Thefts of Food and Essential Items Make Up Majority of 3,100 Cases in the Supreme Court

There was an advance in cases of the so-called principle of insignificance in the Covid pandemic

São Paulo

The piece of bacon and face cream were the "luxury items" among the products caught on camera at a supermarket in Joinville (SC) with a couple in May 2019.

They also tried to take a child's clothes, a soap, a package of noodles and a slipper. Everything added up to R$ 155.88. They were arrested for theft, and each were sentenced to four months' imprisonment.

The case, whose conviction was overturned a year ago by justice Cármen Lúcia, is one of more than 3,100 cases involving appeals for the application of the principle of insignificance, passed 2010 by the Supreme Court.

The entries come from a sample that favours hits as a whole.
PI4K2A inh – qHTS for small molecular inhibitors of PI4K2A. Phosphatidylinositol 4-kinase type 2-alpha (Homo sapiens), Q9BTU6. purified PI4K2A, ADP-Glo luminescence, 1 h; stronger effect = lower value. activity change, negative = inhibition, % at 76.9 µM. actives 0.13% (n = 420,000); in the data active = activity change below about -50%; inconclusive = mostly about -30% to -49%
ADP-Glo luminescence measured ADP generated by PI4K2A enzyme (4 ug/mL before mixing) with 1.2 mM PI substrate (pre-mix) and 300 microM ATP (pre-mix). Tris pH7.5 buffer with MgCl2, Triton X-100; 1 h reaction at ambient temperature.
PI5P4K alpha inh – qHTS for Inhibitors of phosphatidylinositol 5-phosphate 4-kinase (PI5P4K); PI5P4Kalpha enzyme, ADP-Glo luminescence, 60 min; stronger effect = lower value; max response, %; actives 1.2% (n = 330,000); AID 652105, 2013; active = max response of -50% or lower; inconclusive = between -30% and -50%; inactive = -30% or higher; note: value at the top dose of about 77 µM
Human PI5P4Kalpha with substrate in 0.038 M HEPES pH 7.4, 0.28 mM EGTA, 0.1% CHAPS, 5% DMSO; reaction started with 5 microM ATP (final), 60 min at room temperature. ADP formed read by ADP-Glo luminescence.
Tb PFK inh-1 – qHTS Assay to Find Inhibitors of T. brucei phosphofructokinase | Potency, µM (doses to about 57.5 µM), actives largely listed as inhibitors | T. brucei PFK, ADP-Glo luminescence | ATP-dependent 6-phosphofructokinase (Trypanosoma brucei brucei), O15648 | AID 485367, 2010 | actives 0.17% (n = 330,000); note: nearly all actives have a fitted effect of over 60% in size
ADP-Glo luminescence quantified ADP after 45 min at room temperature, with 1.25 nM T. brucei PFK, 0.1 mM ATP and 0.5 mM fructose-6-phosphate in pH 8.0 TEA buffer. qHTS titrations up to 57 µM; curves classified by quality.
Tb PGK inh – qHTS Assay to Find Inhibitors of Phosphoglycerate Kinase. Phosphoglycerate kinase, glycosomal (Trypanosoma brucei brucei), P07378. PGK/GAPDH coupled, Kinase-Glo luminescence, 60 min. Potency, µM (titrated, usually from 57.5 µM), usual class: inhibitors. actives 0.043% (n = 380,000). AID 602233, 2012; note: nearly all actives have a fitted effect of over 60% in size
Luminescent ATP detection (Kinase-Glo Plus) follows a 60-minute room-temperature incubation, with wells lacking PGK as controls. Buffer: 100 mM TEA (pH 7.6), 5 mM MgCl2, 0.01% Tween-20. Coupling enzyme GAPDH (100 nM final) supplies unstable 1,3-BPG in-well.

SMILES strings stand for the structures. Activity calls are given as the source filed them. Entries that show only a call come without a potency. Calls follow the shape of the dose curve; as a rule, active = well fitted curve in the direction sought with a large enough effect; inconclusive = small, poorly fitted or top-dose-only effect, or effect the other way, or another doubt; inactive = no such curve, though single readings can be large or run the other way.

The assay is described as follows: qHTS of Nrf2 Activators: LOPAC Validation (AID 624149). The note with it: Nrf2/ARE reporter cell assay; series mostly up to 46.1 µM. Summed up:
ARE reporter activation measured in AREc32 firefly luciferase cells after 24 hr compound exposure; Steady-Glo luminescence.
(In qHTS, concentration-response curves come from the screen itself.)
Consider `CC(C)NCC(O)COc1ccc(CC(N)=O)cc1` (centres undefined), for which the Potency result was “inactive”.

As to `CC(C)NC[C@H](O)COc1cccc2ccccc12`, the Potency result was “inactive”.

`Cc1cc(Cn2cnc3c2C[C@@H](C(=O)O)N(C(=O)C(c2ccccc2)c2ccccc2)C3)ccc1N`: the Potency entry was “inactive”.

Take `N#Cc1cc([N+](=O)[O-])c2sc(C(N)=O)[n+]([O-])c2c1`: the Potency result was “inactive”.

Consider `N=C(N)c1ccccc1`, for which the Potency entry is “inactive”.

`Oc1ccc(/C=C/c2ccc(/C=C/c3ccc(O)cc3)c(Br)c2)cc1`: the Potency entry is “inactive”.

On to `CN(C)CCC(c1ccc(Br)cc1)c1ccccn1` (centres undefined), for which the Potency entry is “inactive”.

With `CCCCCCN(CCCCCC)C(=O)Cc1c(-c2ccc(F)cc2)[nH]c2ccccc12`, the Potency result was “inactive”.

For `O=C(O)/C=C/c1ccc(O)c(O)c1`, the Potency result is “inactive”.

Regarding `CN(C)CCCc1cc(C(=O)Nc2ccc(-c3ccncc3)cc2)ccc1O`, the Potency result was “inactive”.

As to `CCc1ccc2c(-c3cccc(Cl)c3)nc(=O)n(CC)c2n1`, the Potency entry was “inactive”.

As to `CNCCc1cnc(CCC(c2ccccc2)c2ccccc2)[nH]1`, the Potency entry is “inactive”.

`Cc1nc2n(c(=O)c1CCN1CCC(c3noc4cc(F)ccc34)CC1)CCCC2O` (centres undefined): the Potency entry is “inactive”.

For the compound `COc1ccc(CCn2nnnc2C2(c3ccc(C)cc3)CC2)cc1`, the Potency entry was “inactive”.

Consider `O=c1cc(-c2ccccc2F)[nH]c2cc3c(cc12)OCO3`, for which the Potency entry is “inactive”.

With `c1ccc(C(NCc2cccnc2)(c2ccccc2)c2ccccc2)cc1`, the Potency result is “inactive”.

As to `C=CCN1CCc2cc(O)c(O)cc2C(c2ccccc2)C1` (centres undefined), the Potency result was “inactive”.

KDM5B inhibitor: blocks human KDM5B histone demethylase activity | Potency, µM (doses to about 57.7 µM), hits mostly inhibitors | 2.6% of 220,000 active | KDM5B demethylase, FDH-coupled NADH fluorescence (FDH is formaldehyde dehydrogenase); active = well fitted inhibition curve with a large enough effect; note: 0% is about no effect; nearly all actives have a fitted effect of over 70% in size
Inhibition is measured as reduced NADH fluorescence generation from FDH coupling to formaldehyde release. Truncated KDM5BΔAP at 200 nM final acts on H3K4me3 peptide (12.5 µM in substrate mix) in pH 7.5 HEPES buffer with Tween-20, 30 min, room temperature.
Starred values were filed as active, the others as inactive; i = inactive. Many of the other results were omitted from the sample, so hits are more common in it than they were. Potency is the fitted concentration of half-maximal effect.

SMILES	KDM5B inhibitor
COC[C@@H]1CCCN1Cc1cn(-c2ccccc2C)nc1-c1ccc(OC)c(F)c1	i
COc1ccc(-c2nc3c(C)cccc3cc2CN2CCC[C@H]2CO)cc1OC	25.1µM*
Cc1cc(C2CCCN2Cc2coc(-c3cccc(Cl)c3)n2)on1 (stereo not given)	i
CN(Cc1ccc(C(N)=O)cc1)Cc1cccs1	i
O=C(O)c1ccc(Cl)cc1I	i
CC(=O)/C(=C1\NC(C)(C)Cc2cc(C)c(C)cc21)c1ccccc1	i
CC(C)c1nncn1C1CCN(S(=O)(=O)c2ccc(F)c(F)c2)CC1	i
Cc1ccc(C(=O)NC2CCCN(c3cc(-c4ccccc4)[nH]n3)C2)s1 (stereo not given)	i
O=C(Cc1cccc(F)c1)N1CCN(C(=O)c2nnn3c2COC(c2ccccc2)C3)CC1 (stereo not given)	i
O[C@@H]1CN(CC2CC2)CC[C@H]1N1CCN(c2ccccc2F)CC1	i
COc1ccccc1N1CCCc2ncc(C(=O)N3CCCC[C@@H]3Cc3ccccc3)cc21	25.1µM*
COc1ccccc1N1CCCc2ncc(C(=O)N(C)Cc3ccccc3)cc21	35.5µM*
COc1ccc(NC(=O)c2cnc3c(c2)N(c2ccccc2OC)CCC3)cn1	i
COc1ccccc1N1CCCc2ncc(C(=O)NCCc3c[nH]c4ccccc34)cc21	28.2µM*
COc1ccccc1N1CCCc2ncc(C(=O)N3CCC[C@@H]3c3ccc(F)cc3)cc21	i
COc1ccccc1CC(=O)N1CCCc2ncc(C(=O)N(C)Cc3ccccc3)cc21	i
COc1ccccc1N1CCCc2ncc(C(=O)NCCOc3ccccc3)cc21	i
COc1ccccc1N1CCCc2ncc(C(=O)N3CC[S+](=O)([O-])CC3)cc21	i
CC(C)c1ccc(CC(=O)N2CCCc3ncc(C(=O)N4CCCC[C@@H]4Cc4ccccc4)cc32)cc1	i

For the Supreme Court, these are cases in which there is no actual or potential damage to the victim's property.

The list of petty thefts that generate convictions and go to higher courts includes pans, shampoo and food, from milk to picanha.

Unemployment and the economic crisis, aggravated by the Covid pandemic, have caused an increase in cases of crimes motivated by hunger, such as food theft, public defenders point out.

Translated by Kiratiana Freelon

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